Matthew’s first book of stories, Attention Please Now, won the Autumn House Press Fiction Prize. The collection was later a winner of Late Night Library’s Debutlitzer Prize and a Writers’ League of Texas Book Award finalist. Matthew’s fiction has appeared in dozens of magazines, anthologies, and print and online journals and several individual stories have been cited in “Best Of” anthologies; his fiction has also received honors and awards from The New York Times, Mississippi Arts Commission, Bronx Council on the Arts, St. Louis Post-Dispatch, Salem College Center for Women Writers, and fellowships from the Bread Loaf, Sewanee, and Taos Writers’ Conferences. He has taught creative writing at NYU, Penn State-Altoona, Illinois College, and Hendrix College, and is Associate Editor of Bucknell University’s literary journal, West Branch. Matthew is currently an Assistant Professor of English at TCU in Fort Worth, where he serves as Editor of descant, and was recently recognized as the department’s Teacher of the Year.
About publishing with Queen’s Ferry, Matthew says: “It’s human nature to take notice of, and interest in, your neighbors, and since Queen’s Ferry Press is more-or-less based out of my backyard, I’ve been a witness to the impressive momentum they’ve built, and their clear commitment to literary work—and short stories, in particular. They publish beautiful books, driven by language and character, books eager to push form and approach in electric ways, and I kept noticing their books were penned by writers I admire, whose work spikes my heartbeat and inspires me. I am delighted and proud to be part of that roster.”
Thanks for the kind words, Matthew–we’re thrilled to have you!
It looks like 2016 is going to be another busy year for the press, which makes our announcement of welcoming another pair of hands timely (and necessary). Bradley Cole will be joining QFP as an editorial intern over the next few months—and we are mightily happy to have him!
Bradley is an MFA candidate at Minnesota State University and is originally from Stillwater, Oklahoma. He is the operations editor at Blue Earth Review and his work has previously appeared or is forthcoming in Parcel and Forklift, Ohio. He is fond of football, dogs, sweet tea, and a good story.
About coming on board Bradley says: “I’m excited to join Queen’s Ferry Press as an editorial intern and get the hands-on experience only small press publishing can provide and because I believe small presses are publishing some of today’s best writing. Because of the direction and aesthetic of the press, I am incredibly excited for these opportunities and experiences.”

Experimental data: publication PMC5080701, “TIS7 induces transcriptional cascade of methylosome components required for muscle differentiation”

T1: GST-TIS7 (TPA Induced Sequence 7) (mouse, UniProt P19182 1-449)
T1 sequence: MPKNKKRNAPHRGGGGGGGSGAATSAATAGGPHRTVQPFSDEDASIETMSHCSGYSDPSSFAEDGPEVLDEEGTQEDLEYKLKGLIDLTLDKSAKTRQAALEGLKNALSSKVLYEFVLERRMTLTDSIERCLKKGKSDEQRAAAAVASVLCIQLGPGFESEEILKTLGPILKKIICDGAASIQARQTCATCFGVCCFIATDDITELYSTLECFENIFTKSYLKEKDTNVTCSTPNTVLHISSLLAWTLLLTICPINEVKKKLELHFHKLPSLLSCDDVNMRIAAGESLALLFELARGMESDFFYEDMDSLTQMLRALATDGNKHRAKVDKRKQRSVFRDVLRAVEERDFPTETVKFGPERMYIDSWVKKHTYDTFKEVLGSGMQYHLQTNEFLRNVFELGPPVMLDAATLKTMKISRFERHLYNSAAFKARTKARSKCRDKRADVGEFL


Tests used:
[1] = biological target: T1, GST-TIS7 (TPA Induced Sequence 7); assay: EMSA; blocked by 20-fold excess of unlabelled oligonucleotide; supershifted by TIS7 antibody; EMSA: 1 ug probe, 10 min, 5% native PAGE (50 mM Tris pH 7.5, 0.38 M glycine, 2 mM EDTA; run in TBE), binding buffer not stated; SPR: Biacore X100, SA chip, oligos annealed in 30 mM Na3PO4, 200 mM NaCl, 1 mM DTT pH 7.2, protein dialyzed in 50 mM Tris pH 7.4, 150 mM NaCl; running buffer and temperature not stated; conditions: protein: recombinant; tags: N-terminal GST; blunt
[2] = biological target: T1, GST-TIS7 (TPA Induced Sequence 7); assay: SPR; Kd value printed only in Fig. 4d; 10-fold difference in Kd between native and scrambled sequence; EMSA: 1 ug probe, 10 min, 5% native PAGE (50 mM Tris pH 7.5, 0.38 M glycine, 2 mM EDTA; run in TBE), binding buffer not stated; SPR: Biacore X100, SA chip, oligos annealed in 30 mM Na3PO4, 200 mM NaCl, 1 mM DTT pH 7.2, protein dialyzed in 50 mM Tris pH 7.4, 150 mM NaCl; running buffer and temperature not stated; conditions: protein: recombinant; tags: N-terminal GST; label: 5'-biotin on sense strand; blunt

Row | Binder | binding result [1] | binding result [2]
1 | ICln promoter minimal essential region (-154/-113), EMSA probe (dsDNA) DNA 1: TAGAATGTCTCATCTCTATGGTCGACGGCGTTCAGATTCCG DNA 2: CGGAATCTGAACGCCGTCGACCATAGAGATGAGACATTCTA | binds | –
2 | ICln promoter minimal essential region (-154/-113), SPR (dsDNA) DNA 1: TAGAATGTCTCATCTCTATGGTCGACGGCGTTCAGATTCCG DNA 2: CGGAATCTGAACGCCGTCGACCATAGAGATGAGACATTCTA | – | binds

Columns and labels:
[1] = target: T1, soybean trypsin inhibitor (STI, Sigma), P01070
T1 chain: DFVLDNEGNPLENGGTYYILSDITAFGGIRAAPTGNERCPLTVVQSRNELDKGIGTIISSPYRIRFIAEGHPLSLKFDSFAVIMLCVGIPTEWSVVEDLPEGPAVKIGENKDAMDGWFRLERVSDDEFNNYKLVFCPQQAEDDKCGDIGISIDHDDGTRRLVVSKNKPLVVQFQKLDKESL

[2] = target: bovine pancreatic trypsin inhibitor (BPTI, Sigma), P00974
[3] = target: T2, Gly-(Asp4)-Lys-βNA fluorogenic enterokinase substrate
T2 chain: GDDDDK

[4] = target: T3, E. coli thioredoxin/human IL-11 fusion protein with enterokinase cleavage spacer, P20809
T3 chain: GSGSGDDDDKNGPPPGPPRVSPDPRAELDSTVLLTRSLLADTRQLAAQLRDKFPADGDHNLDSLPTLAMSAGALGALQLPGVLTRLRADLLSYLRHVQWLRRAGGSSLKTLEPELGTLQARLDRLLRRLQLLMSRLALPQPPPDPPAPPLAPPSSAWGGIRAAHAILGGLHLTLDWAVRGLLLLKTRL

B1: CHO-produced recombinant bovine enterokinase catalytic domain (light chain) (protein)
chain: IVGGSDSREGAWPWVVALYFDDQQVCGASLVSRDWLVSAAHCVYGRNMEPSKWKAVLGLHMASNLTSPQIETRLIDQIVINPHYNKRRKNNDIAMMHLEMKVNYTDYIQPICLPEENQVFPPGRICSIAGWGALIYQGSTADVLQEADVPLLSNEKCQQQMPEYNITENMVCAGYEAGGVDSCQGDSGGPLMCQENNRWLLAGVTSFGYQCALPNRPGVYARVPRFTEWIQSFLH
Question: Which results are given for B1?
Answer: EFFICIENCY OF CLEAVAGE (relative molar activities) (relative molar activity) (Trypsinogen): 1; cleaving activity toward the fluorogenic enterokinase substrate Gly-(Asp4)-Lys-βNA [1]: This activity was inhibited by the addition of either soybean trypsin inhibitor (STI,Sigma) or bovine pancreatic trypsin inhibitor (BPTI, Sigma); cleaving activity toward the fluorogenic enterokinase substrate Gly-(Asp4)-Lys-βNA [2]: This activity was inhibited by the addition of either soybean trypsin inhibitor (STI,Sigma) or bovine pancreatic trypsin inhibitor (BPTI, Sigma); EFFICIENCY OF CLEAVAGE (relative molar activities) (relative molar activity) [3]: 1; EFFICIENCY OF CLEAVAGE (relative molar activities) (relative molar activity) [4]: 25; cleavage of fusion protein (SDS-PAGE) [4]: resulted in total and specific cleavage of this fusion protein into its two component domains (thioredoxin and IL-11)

Interested in interning for Queen’s Ferry? Multiple roles are available; Erin McKnight can be reached at email@example.com.
We are delighted to announce that Helen McClory’s On the Edges of Vision has been named The Saltire Society First Book of the Year. These awards are recognized as the nation’s most prestigious annual book awards.
About the collection, the esteemed judging panel said: “These are dark stories about the limits of the conscious and the darkness within. About a world where reality flickers in and out of focus disturbingly. The familiar is even more disturbing than the unfamiliar. These are stories that draw you back to re-read, but they continue to squirm out of final reach.”
The book triumphed over stiff competition; McClory says of the win: “I am utterly delighted that On the Edges of Vision has won this year’s Saltire First Book of the Year Award…. For the collection to…win this prize is a huge boost not just to myself but the press as well, highlighting QFP’s innovative mission. Sparklers in both hands, quite honestly.”
Helen McClory is a writer on the rise and Queen’s Ferry is proud to have published On the Edges of Vision. Congratulations, Helen!
Queen’s Ferry Press is in need of an in-house interior book designer. This individual would be responsible for 10–15 titles a year. If you’re interested, please send Erin McKnight an email at firstname.lastname@example.org.
We are thrilled to announce that Scotland’s Saltire Society, at simultaneous announcement ceremonies held in Edinburgh and London, has shortlisted Helen McClory’s On the Edges of Vision for the Saltire Scottish First Book of the Year Award. As these prizes are widely regarded as the country’s most prestigious literary awards, Queen’s Ferry couldn’t be more proud of Helen—regardless of the winners’ announcement in Edinburgh on November 26th.
On the Edges of Vision is described in the announcement as “a collection of dark short stories and prose poetry about the limits of the conscious and the darkness within from Edinburgh-based writer Helen McClory.”
Reviewing the title for Monkeybicycle, Ariell Cacciola calls the book: “A debut collection that lingers in the curves of your eyes and during the double-blink gazes of late night shadows, Helen McClory has wound tight, unexpected stories… On the Edges of Vision is simmering…. If anything, McClory’s monsters are both homely and unfamiliar, and the tangle is what makes this collection ever so enjoyable.”